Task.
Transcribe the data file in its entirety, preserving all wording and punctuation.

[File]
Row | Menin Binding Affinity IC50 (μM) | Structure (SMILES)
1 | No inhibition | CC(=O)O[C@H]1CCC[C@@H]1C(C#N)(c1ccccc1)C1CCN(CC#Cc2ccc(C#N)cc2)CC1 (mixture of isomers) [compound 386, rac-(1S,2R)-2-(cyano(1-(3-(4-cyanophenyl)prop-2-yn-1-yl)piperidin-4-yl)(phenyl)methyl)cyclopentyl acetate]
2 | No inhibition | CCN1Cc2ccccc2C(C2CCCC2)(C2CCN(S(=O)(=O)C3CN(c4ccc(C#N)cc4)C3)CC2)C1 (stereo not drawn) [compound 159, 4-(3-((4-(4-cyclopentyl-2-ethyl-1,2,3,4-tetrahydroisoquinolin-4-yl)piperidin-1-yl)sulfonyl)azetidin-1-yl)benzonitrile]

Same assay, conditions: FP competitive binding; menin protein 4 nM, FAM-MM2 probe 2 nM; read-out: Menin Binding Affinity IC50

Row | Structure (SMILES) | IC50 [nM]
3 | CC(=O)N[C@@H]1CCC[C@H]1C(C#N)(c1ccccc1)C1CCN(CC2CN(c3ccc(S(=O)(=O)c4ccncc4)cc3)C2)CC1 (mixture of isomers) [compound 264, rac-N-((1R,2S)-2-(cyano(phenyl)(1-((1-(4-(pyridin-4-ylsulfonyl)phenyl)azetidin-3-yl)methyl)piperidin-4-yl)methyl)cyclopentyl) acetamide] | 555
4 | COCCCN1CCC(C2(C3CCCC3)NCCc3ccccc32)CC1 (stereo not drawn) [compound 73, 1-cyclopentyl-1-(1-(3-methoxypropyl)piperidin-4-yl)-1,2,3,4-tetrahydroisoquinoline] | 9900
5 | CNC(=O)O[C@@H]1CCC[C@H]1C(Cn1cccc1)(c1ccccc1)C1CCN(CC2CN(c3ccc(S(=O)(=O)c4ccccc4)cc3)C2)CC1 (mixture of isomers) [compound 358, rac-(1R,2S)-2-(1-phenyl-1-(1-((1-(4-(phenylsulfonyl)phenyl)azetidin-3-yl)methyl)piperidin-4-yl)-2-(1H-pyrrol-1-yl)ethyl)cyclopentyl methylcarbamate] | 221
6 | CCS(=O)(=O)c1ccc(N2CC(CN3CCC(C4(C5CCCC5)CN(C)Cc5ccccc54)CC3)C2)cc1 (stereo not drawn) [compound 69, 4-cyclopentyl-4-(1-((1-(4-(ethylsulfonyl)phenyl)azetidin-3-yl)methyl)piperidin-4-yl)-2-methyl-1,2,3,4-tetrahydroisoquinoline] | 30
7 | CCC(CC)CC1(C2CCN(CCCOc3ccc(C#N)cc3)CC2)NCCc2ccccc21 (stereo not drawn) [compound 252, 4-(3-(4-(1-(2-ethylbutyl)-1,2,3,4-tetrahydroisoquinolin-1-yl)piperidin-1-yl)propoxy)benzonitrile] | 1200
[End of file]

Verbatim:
Row | Menin Binding Affinity IC50 (μM) | Structure (SMILES)
1 | No inhibition | CC(=O)O[C@H]1CCC[C@@H]1C(C#N)(c1ccccc1)C1CCN(CC#Cc2ccc(C#N)cc2)CC1 (mixture of isomers) [compound 386, rac-(1S,2R)-2-(cyano(1-(3-(4-cyanophenyl)prop-2-yn-1-yl)piperidin-4-yl)(phenyl)methyl)cyclopentyl acetate]
2 | No inhibition | CCN1Cc2ccccc2C(C2CCCC2)(C2CCN(S(=O)(=O)C3CN(c4ccc(C#N)cc4)C3)CC2)C1 (stereo not drawn) [compound 159, 4-(3-((4-(4-cyclopentyl-2-ethyl-1,2,3,4-tetrahydroisoquinolin-4-yl)piperidin-1-yl)sulfonyl)azetidin-1-yl)benzonitrile]

Same assay, conditions: FP competitive binding; menin protein 4 nM, FAM-MM2 probe 2 nM; read-out: Menin Binding Affinity IC50

Row | Structure (SMILES) | IC50 [nM]
3 | CC(=O)N[C@@H]1CCC[C@H]1C(C#N)(c1ccccc1)C1CCN(CC2CN(c3ccc(S(=O)(=O)c4ccncc4)cc3)C2)CC1 (mixture of isomers) [compound 264, rac-N-((1R,2S)-2-(cyano(phenyl)(1-((1-(4-(pyridin-4-ylsulfonyl)phenyl)azetidin-3-yl)methyl)piperidin-4-yl)methyl)cyclopentyl) acetamide] | 555
4 | COCCCN1CCC(C2(C3CCCC3)NCCc3ccccc32)CC1 (stereo not drawn) [compound 73, 1-cyclopentyl-1-(1-(3-methoxypropyl)piperidin-4-yl)-1,2,3,4-tetrahydroisoquinoline] | 9900
5 | CNC(=O)O[C@@H]1CCC[C@H]1C(Cn1cccc1)(c1ccccc1)C1CCN(CC2CN(c3ccc(S(=O)(=O)c4ccccc4)cc3)C2)CC1 (mixture of isomers) [compound 358, rac-(1R,2S)-2-(1-phenyl-1-(1-((1-(4-(phenylsulfonyl)phenyl)azetidin-3-yl)methyl)piperidin-4-yl)-2-(1H-pyrrol-1-yl)ethyl)cyclopentyl methylcarbamate] | 221
6 | CCS(=O)(=O)c1ccc(N2CC(CN3CCC(C4(C5CCCC5)CN(C)Cc5ccccc54)CC3)C2)cc1 (stereo not drawn) [compound 69, 4-cyclopentyl-4-(1-((1-(4-(ethylsulfonyl)phenyl)azetidin-3-yl)methyl)piperidin-4-yl)-2-methyl-1,2,3,4-tetrahydroisoquinoline] | 30
7 | CCC(CC)CC1(C2CCN(CCCOc3ccc(C#N)cc3)CC2)NCCc2ccccc21 (stereo not drawn) [compound 252, 4-(3-(4-(1-(2-ethylbutyl)-1,2,3,4-tetrahydroisoquinolin-1-yl)piperidin-1-yl)propoxy)benzonitrile] | 1200